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(one's) lord and master
Someone who has total power over one. Used to humorously exaggerated effect, usually in reference to one's spouse. I'd like to hang out with you guys, but I need to go into town to pick a few things up for my lord and master.
a Jack of all trades is a master of none
proverb A man who is somewhat skilled in or adept at a wide variety of tasks or abilities will not have the time or dedication to become truly masterful in any one thing. (When speaking of a woman, the phrase "a Jill of all trades is a master of none" can be used.) Tom just sort of floated between different interests after he left high school, but he could never settle on anything career-worthy. A Jack of all trades is a master of none, as they say. My father was always quite skilled in a lot of different areas, but he never found much success in any of them. I guess Jack of all trades is a master of none.
a Jill of all trades is a master of none
proverb A woman who is somewhat skilled in or adept at a wide variety of tasks or abilities will not have the time or dedication to become truly masterful in any one thing. The female equivalent of the proverb "a Jack of all trades is a master of none." Mary just sort of floated between different interests after she left high school, but never really developed anything career-worthy. A Jill of all trades is a master of none, as they say.
a man cannot serve two masters
To divide one's attention, efforts, or loyalty between more than one profession, company, goal, pursuit, etc., will result in none of them being done properly. A: "His work has really started to suffer ever since he started that second job." B: "Well, what do you expect? a man cannot serve two masters." I thought I could write in my spare time while I paid the bills with my day job, but I find I just get too burnt out doing it. I suppose I need to choose one or the other, since a man cannot serve to masters.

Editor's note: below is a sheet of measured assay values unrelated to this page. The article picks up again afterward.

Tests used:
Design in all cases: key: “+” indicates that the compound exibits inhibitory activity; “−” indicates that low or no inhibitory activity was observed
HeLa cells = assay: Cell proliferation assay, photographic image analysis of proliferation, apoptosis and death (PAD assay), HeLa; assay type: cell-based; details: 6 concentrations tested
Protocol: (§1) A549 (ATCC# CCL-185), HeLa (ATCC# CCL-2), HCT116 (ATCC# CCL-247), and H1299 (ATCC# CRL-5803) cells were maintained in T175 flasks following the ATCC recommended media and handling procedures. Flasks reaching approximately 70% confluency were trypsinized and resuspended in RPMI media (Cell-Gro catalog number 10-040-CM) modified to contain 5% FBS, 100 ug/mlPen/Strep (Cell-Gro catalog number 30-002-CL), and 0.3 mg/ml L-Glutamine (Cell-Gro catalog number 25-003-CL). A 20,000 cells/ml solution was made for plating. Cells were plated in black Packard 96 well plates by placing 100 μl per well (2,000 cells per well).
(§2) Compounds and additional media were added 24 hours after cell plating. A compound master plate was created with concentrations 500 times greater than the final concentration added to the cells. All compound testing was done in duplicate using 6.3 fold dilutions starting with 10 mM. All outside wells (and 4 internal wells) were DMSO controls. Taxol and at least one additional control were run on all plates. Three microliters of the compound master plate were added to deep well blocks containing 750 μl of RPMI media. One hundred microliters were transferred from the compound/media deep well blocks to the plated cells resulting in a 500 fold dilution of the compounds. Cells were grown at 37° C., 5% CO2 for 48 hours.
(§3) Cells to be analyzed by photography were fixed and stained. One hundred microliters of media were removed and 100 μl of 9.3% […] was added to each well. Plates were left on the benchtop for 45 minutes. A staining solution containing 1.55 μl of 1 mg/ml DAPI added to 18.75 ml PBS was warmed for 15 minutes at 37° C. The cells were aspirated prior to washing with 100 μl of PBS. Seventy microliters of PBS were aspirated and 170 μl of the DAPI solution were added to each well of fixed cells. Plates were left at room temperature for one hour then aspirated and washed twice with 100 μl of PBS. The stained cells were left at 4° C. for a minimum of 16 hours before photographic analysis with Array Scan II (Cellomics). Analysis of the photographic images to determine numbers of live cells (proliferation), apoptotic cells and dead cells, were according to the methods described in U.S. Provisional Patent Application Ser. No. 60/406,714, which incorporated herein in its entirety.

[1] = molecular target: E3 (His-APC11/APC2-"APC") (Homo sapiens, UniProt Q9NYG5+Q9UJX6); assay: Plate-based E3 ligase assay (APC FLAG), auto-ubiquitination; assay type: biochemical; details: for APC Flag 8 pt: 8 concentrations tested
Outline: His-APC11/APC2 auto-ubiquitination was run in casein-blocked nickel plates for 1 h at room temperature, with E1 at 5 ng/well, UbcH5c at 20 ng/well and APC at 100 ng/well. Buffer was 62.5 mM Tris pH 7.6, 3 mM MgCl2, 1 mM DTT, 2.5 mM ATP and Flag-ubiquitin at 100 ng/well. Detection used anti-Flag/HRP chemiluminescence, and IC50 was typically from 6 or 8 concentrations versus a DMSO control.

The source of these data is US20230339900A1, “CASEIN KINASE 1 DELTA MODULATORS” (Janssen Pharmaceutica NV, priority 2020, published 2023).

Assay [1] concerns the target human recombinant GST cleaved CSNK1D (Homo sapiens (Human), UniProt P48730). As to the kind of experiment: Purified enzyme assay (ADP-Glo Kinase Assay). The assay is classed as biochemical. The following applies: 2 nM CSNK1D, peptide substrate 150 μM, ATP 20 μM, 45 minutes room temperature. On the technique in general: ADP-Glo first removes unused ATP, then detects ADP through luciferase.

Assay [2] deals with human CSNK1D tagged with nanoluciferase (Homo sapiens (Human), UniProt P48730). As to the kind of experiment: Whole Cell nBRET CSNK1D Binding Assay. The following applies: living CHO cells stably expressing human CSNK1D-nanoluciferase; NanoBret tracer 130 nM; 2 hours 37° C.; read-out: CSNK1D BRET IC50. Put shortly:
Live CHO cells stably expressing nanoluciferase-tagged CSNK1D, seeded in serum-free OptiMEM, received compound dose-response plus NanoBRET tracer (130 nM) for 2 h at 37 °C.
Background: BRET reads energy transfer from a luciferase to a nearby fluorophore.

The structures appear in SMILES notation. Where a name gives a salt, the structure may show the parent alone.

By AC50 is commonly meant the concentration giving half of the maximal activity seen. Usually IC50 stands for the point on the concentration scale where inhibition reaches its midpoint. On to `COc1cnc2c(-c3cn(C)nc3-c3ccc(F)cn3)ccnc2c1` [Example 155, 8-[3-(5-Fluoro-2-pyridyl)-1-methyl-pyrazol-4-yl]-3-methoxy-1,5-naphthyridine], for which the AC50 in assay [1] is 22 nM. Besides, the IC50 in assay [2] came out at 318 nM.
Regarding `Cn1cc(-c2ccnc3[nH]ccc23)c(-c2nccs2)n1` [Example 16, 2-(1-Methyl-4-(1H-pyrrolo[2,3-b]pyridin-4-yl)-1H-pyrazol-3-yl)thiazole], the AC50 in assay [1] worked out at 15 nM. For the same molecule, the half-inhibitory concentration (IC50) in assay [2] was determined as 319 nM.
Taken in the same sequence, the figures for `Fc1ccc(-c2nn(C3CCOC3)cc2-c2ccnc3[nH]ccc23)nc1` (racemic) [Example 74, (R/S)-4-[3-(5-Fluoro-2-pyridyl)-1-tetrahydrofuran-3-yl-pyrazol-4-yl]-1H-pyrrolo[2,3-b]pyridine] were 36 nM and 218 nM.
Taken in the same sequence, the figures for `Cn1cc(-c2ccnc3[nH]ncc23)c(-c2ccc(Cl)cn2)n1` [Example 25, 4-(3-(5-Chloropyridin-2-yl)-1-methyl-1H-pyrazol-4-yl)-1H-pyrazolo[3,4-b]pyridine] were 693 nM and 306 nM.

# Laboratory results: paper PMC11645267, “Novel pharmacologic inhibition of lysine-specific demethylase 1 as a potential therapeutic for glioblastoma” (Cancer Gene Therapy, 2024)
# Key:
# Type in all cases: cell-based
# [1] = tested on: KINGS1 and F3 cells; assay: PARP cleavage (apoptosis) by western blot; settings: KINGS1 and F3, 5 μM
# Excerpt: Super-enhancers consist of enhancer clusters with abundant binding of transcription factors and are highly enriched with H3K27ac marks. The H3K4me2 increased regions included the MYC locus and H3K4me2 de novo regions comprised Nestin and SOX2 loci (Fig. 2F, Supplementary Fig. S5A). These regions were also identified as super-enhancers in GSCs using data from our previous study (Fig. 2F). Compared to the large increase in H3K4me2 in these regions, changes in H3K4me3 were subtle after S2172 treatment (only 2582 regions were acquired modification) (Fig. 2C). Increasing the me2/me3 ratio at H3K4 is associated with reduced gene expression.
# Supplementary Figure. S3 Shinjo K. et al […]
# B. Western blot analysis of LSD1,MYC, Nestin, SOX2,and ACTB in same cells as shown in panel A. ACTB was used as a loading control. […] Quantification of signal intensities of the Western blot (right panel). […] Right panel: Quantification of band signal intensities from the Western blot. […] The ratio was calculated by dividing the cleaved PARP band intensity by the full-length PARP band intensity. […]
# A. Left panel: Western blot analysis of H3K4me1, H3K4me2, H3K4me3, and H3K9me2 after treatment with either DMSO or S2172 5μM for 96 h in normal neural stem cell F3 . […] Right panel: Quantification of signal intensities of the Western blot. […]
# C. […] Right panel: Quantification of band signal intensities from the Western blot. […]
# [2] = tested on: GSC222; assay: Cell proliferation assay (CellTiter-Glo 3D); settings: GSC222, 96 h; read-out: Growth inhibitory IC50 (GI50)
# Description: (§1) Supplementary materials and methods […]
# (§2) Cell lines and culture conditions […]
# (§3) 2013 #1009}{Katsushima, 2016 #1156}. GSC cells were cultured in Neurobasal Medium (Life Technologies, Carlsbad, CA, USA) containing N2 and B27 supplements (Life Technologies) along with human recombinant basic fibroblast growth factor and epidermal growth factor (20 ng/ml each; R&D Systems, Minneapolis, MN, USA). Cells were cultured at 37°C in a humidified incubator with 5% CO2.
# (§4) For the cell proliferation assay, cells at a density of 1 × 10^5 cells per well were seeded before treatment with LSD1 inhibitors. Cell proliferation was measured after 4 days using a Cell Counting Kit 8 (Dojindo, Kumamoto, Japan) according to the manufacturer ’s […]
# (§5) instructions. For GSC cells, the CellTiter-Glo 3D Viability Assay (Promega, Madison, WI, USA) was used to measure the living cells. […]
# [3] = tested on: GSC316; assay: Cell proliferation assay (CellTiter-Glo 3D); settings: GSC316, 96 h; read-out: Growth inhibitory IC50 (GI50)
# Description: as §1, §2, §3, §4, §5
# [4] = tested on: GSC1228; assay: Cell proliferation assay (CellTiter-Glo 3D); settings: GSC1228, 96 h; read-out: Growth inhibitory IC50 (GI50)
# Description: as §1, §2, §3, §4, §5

be (one's) own master
To not be subject to or controlled by others, especially at work or at home. I have to be my own master, so I couldn't work in a big company like you and have to answer to a boss.
be (one's) own mistress
Of a woman, to not be subject to or controlled by others, especially at work or at home. I have to be my own mistress, so I couldn't work in a big company like you and have to answer to a boss.
fire is a good servant but a bad master
proverb Fire is useful when monitored and controlled. Left unchecked, however, it is quite dangerous and destructive. Hey, we need to blow out these candles before leaving the house. After all, fire is a good servant but a bad master.
jack of all trades, master of none
A person who is able to do many things but does not have a high amount of skill in any one area. A: "My brother can play several instruments, but none very well." B: "You know what they say—jack of all trades, master of none."
Jill of all trades(, master of none)
A woman who is skilled in or adept at a wide variety of tasks or abilities (i.e., the female equivalent of "Jack of all trades"). If used with "master of none," it implies that while competent in a variety of things, she is not highly skilled in a particular one. I've had all sorts of different jobs through the years, so I consider myself quite a Jill of all trades! Mary just sort of floated between different interests after she left high school—a Jill of all trades, but master of none.
Master of the Universe
1. Literally, the supreme being; God. One must always keep in mind the designs and desires of the Master of the Universe if one wishes to enter into heaven in the afterlife.
2. By extension, an extremely powerful, successful, or wealthy person, especially someone working on Wall Street in the US financial sector. John liked to think of himself as a self-styled Master of the Universe after earning his first million playing the stock market.
no man can serve two masters
To divide one's attention, efforts, or loyalty between more than one profession, company, goal, pursuit, etc., will result in none of them being done properly. A: "His work has really started to suffer ever since he started that second job." B: "Well, what do you expect? No man can serve two masters." I thought I could write in my spare time while I paid the bills with my day job, but I find I just get too burnt out doing it. I suppose I need to choose one or the other, since no man can serve to masters.
no person is free who is not master of himself
One will continue to have difficulty navigating life if one lacks discipline, self-control, and self-awareness. A: "I think that a lot of John's issues are related to his emotional volatility." B: "Yeah, no person is free who is not master of himself."